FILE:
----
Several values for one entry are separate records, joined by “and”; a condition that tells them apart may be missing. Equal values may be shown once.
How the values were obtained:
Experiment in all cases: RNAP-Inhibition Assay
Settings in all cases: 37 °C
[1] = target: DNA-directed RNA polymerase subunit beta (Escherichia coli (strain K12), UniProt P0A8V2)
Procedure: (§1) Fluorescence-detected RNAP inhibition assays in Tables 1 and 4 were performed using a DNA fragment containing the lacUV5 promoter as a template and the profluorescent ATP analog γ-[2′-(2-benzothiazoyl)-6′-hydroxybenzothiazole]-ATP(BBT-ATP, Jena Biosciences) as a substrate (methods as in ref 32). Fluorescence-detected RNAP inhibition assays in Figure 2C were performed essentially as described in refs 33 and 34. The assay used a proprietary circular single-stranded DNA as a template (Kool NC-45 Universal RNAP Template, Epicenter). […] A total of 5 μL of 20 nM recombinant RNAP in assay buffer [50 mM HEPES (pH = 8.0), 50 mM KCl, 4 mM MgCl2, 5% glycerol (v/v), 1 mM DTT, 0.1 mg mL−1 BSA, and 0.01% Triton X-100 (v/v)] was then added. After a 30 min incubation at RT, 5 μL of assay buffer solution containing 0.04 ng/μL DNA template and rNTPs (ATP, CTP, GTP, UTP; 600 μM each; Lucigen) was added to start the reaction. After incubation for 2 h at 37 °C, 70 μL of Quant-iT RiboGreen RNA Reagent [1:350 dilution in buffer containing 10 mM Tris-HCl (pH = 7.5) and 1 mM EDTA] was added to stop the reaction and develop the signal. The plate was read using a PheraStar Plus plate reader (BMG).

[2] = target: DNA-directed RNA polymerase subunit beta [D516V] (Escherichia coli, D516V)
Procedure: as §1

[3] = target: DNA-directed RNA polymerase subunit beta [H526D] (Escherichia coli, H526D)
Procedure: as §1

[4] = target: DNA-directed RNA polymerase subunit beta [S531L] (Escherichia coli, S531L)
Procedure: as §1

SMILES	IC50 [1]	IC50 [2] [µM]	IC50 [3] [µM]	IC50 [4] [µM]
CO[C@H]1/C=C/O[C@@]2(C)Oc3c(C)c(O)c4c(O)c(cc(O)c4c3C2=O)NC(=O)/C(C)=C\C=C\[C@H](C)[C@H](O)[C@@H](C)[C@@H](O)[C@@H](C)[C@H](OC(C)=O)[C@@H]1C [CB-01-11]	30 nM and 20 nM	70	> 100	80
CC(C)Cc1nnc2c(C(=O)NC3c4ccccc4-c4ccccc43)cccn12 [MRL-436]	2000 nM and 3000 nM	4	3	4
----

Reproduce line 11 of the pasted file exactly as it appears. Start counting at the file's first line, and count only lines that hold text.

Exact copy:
[4] = target: DNA-directed RNA polymerase subunit beta [S531L] (Escherichia coli, S531L)